Woodcock Forecast 2016: The Traveling Wingshooter
The business of forecasting woodcock hunting prospects in mid-summer took a turn for the worse this year as the U.S. Fish and Wildlife Service and the four Flyways moved regulatory decision-making from the spring to the fall of each year. Consequently, the results of the Singing Ground Survey were not available at press time.
Based on state-level reports, this may be the year to hunt woodcock in New England. In Maine, Sullivan was downright giddy over the numbers of timberdoodles and the conditions during the nesting season: “The woodcock singing ground survey from my perspective was great. The number of males per route was up over the average. Nesting conditions were favorable, too.”
In New York, last fall’s woodcock flush rate was higher than 2014 and similar to the long-term average, according to Schiavone. Overall, Weik anticipates good woodcock production throughout New England due to widespread generally warm and dry weather during the nesting season.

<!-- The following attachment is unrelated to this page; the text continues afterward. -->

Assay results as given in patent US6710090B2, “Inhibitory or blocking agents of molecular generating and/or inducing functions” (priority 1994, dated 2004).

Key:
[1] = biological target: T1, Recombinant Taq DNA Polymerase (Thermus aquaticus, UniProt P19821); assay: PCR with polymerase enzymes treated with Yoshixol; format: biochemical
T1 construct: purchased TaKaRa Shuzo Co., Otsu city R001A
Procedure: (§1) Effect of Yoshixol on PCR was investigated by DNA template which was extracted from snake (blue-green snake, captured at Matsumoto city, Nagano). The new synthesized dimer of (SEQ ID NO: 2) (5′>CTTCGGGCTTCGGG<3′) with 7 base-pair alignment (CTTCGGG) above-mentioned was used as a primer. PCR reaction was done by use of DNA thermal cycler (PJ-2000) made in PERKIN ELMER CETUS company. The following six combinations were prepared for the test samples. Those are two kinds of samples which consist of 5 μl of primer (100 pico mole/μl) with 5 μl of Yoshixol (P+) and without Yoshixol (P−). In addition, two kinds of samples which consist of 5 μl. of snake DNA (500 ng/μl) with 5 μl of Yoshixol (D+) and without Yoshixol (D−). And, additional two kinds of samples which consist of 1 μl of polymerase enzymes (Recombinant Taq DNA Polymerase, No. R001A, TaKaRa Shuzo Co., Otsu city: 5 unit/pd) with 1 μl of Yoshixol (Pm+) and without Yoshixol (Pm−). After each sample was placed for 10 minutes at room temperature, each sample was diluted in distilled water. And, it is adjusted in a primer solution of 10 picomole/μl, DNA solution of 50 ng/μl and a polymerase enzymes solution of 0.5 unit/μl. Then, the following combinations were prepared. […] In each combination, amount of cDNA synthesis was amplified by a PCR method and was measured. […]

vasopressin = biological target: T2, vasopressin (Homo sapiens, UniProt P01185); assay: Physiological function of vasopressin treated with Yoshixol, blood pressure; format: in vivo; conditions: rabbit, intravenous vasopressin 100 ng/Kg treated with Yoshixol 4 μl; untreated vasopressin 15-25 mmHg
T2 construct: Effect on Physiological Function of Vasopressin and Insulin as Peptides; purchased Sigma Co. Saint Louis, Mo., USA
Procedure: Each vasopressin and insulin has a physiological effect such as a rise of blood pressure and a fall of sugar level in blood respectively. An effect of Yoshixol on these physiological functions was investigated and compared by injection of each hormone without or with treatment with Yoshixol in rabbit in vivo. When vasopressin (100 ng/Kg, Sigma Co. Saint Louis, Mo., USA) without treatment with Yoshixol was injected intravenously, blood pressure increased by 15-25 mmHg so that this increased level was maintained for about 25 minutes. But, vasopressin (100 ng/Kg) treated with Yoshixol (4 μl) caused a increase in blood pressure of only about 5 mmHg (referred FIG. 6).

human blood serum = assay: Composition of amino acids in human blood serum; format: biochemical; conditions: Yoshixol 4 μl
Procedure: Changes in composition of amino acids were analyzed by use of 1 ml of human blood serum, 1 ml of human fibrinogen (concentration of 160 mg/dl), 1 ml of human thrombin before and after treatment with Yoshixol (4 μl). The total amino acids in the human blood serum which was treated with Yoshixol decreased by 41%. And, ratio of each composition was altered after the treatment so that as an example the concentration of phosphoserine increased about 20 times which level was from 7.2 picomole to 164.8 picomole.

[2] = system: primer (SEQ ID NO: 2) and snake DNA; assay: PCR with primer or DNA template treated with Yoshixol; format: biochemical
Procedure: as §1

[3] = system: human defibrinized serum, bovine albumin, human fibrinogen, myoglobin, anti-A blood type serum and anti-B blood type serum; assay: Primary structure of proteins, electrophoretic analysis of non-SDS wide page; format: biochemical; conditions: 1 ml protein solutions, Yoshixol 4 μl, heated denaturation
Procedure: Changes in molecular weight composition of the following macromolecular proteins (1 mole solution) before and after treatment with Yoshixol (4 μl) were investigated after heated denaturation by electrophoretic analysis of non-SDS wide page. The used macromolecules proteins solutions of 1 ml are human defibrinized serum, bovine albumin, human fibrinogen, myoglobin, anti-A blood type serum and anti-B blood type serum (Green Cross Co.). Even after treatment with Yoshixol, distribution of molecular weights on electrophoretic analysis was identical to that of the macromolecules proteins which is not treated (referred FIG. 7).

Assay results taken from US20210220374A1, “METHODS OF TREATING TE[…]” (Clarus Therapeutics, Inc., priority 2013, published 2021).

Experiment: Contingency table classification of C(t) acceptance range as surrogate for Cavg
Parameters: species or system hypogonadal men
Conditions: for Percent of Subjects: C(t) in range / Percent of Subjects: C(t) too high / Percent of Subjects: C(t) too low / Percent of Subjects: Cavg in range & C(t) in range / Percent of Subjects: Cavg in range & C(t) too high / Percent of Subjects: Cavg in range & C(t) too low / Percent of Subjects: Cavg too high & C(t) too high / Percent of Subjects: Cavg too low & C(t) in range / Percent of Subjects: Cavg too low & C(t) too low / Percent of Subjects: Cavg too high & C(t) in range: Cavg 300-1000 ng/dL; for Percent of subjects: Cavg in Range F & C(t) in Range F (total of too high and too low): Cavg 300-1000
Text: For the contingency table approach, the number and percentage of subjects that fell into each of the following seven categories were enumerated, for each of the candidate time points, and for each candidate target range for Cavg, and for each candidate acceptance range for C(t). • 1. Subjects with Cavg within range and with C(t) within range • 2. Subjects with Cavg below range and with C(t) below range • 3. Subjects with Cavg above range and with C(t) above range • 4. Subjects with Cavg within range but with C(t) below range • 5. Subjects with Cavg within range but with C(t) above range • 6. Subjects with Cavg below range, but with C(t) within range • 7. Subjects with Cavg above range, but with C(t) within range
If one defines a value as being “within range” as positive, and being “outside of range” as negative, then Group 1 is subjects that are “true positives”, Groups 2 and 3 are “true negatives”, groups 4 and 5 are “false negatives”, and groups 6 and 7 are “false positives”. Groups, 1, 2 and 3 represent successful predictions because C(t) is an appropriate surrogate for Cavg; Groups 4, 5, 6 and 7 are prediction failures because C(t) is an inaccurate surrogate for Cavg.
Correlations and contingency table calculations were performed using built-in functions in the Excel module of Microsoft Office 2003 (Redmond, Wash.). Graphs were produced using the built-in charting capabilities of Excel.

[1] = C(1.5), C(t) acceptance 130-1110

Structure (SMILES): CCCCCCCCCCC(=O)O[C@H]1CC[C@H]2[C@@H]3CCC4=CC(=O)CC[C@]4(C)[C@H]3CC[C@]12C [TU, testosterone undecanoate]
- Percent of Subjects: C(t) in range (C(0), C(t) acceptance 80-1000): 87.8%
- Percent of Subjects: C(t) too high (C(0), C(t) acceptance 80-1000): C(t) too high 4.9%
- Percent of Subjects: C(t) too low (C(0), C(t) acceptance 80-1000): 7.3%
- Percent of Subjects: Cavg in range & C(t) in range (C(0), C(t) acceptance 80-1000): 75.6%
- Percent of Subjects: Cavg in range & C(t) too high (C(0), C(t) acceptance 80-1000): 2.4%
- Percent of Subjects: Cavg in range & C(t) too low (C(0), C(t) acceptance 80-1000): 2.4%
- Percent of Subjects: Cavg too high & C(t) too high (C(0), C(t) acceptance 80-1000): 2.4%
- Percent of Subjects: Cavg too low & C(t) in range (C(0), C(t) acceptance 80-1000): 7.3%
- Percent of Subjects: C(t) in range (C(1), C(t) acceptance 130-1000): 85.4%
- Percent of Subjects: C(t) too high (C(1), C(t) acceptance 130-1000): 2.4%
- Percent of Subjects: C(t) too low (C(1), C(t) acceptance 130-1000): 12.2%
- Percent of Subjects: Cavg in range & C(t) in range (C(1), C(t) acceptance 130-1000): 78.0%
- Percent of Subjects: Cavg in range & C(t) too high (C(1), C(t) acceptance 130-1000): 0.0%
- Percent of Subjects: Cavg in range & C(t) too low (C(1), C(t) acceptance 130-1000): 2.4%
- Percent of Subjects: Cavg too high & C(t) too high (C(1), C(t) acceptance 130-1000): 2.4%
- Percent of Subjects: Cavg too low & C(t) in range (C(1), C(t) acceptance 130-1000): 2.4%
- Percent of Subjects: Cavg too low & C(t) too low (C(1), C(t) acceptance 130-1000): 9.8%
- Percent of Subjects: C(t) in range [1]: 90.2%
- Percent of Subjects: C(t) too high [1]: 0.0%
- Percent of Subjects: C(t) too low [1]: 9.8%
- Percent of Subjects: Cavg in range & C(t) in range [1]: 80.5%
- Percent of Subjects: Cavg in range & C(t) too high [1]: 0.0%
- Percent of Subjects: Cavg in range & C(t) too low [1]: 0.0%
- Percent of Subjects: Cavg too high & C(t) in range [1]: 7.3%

In Pennsylvania, Williams reports that Game Commission singing ground counts of courting woodcock were high on habitat management areas this spring. She expects woodcock hunting will be very good as a result of favorable spring nesting weather and substantial flights of migrant birds.
The forecast is sketchier for Lake States woodcock hunters. Al Stewart notes that the spring was shaping up beautifully for timberdoodles in Michigan until a major snowstorm the third week in April. The woodcock banders reported seeing lots of late broods, so the storm may have caused substantial re-nesting.